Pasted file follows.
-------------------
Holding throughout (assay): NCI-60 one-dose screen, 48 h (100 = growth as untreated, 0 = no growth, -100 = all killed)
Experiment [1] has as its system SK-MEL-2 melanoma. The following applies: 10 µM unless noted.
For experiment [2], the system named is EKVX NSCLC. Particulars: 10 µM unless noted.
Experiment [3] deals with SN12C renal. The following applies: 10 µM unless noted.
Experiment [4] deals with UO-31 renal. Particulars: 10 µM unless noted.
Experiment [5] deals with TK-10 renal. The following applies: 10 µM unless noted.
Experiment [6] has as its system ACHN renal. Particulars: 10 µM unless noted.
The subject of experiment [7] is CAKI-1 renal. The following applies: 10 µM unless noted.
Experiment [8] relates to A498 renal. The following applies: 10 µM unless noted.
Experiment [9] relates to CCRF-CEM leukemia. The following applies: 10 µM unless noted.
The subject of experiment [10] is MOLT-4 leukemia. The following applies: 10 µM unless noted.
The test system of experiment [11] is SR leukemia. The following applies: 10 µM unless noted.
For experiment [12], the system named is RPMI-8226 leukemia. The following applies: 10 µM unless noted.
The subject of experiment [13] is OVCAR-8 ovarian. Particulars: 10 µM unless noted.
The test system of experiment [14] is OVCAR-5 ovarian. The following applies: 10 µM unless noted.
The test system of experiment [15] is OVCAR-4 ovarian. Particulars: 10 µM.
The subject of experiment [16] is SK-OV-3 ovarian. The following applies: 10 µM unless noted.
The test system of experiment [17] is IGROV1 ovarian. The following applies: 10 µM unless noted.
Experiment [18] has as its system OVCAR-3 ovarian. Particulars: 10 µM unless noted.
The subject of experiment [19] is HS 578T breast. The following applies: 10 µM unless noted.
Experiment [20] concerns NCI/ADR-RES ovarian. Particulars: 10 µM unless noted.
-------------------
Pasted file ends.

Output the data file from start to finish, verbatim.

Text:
Holding throughout (assay): NCI-60 one-dose screen, 48 h (100 = growth as untreated, 0 = no growth, -100 = all killed)
Experiment [1] has as its system SK-MEL-2 melanoma. The following applies: 10 µM unless noted.
For experiment [2], the system named is EKVX NSCLC. Particulars: 10 µM unless noted.
Experiment [3] deals with SN12C renal. The following applies: 10 µM unless noted.
Experiment [4] deals with UO-31 renal. Particulars: 10 µM unless noted.
Experiment [5] deals with TK-10 renal. The following applies: 10 µM unless noted.
Experiment [6] has as its system ACHN renal. Particulars: 10 µM unless noted.
The subject of experiment [7] is CAKI-1 renal. The following applies: 10 µM unless noted.
Experiment [8] relates to A498 renal. The following applies: 10 µM unless noted.
Experiment [9] relates to CCRF-CEM leukemia. The following applies: 10 µM unless noted.
The subject of experiment [10] is MOLT-4 leukemia. The following applies: 10 µM unless noted.
The test system of experiment [11] is SR leukemia. The following applies: 10 µM unless noted.
For experiment [12], the system named is RPMI-8226 leukemia. The following applies: 10 µM unless noted.
The subject of experiment [13] is OVCAR-8 ovarian. Particulars: 10 µM unless noted.
The test system of experiment [14] is OVCAR-5 ovarian. The following applies: 10 µM unless noted.
The test system of experiment [15] is OVCAR-4 ovarian. Particulars: 10 µM.
The subject of experiment [16] is SK-OV-3 ovarian. The following applies: 10 µM unless noted.
The test system of experiment [17] is IGROV1 ovarian. The following applies: 10 µM unless noted.
Experiment [18] has as its system OVCAR-3 ovarian. Particulars: 10 µM unless noted.
The subject of experiment [19] is HS 578T breast. The following applies: 10 µM unless noted.
Experiment [20] concerns NCI/ADR-RES ovarian. Particulars: 10 µM unless noted.